Nurse at Queen Elizabeth Hospital donates stem cells

Nurse at Queen Elizabeth Hospital donates stem cells

A nurse at Queen Elizabeth Hospital has donated “lifesaving” stem cells to a cancer patient, and is now encouraging others to do the same.

Stacey Ratcliff, Roald Dahl Paediatric Epilepsy Clinical Nurse Specialist, has told her story of a stem cell donation during the early stages of the coronavirus pandemic.

The nurse spent 15 years on the British Bone Marrow Registry before she was contacted at the end of 2019.

“As a nurse I am all too aware of how vital blood and organ donations are,” Stacey said.

“I have administered many blood products to patients, and previously worked on a Paediatric Transplant Unit for many years.

“I have witnessed first-hand the life changing and lifesaving impact which happens when one person decides to donate a part of themselves.”

Stacey was told she was a potential match for a patient currently undergoing chemotherapy, and despite the Covid-19 pandemic the procedure went ahead.

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She said: “Making a donation was anxiety provoking, for me and the team supporting me, as this was unknown territory. Covid-19 had brought about much uncertainty, and continues to be a challenge for all working in healthcare.”

The nurse was given a medical examination to ensure, Stacey said she was called in four days before the procedure and given a medication called GCSF to increase my production and mobilisation of stem cells.

Then she was to undergo the procedure to transfer the stem cells called apheresis.

“The apheresis procedure to separate and collect the stem cells from my circulating blood took four hours.

“My target was to produce four million stem cells and 300ml of plasma for the patient.

“Luckily I had been particularly sensitive to the GCSF and produced over 10 million stem cells and easily donated the 300ml of plasma.

“This was fantastic news as the team then informed me that they would be able to create two possible transplants from my donation for the patient.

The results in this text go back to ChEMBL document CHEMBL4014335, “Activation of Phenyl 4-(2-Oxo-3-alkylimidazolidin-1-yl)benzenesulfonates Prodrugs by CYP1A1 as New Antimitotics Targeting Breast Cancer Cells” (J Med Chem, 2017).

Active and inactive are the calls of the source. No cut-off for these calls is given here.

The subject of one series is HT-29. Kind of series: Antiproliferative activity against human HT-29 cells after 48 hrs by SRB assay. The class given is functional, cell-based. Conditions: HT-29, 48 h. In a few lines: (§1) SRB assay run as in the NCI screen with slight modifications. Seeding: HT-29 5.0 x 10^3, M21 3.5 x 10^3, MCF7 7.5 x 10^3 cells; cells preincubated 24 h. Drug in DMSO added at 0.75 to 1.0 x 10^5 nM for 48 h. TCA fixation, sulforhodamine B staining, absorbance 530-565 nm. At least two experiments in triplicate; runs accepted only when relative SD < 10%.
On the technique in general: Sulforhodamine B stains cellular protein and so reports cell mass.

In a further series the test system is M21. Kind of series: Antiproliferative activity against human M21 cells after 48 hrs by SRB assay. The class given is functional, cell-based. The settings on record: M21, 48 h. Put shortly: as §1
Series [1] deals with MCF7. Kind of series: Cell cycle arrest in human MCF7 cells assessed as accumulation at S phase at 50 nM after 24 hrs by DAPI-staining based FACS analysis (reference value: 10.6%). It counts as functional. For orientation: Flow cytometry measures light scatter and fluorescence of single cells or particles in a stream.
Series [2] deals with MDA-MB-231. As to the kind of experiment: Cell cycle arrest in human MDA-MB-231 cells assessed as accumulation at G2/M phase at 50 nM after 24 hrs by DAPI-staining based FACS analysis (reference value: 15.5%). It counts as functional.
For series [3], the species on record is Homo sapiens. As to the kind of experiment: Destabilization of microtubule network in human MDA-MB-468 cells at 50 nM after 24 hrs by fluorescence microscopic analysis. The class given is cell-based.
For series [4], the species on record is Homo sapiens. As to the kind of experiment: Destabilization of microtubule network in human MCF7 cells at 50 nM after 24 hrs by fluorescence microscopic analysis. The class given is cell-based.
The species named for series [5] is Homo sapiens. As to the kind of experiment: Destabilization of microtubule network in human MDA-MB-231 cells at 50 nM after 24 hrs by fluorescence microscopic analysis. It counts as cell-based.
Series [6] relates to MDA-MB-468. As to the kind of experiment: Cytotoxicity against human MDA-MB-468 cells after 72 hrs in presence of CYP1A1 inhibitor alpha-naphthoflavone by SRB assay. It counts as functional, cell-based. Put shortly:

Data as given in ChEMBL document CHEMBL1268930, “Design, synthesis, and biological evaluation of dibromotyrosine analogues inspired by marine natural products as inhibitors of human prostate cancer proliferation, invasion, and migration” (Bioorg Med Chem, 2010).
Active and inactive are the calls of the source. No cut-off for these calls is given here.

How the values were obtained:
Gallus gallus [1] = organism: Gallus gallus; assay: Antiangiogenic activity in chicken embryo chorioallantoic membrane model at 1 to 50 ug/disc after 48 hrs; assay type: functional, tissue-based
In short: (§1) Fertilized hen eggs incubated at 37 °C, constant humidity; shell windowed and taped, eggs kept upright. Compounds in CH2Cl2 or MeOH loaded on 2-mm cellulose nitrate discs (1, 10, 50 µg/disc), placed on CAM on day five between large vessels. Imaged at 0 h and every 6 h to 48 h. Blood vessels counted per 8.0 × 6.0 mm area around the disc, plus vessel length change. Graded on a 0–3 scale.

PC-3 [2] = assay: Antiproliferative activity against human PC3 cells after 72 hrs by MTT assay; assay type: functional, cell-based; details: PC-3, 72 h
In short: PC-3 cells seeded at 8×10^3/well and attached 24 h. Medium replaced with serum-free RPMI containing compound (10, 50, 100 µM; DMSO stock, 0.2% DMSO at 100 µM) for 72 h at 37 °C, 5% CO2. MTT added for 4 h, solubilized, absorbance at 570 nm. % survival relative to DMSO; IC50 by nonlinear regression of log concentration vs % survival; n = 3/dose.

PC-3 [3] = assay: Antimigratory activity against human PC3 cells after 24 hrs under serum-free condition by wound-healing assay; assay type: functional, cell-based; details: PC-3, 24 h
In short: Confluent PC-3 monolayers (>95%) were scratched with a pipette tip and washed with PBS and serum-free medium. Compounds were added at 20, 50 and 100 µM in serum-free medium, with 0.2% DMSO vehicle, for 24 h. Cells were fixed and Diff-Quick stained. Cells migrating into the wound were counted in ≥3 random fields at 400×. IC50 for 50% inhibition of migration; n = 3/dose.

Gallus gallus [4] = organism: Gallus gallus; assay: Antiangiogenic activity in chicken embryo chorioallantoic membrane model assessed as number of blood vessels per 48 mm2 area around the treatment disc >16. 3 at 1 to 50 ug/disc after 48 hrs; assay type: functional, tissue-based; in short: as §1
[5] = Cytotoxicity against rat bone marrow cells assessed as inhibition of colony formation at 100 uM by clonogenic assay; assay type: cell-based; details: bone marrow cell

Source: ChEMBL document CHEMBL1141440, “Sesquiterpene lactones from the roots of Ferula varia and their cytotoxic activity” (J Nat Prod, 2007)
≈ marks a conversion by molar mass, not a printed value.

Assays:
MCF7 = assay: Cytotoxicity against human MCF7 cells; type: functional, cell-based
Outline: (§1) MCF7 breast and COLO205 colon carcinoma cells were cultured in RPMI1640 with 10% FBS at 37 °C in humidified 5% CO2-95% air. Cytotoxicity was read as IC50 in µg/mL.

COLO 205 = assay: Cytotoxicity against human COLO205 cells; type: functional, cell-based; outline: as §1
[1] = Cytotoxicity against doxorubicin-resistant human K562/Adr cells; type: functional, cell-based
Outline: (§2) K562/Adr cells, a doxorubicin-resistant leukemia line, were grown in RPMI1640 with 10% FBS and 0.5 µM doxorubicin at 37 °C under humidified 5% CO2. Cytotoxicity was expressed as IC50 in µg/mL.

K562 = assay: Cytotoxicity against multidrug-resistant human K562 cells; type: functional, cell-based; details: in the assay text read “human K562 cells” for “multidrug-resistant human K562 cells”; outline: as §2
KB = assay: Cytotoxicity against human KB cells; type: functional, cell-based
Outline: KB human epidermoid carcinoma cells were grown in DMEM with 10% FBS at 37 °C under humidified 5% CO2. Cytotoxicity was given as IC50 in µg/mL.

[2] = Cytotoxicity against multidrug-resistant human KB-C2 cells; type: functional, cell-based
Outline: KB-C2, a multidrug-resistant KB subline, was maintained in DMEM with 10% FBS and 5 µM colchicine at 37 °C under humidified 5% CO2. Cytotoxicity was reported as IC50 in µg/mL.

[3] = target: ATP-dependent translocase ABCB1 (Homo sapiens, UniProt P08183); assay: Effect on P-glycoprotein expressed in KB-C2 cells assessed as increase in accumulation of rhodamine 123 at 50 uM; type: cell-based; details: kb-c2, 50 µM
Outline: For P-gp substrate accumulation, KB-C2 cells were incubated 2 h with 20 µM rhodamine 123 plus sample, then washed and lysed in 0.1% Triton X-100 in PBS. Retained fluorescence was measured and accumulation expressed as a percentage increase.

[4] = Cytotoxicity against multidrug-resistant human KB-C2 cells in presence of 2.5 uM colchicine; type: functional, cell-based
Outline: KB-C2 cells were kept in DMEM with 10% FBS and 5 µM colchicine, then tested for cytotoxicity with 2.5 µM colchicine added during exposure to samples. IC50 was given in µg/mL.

“One would be administered and the second would be frozen in case they needed a stem cell transplant in the future.”

Whilst the procedure was going on, the patient was undergoing a chemotherapy regime to prepare their body, which would happen within 72 hours of it leaving Stacey’s body.

Speaking afterwards, Stacey said: “”The whole process has been incredible. I feel honoured and incredibly proud to have been able to donate stem cells to give someone the possibility of another chance at life.

“As a nurse I am all too aware of how vital blood and organ donations are.

“The Bone Marrow Registry team were fantastic and really looked after me in such a challenging time.

“The Apheresis Unit at the London Clinic was exceptional, giving me great care for the procedure.

Stacey said she hopes others will follow her in donating blood and stem cells.

“I trust that my stem cells arrived safely and hope that the transplant successfully treats the patient.

“By sharing my story I hope colleagues will be encouraged to donate blood, sign up to the British Bone Marrow Registry, share your wishes regarding organ donation.”

Also in high demand right now is plasma from patients who have recovered from Covid-19.

Donated plasma can be transfused to patients being treated with coronavirus, with the antibodies present supporting the patient’s immune response and helping them recover.

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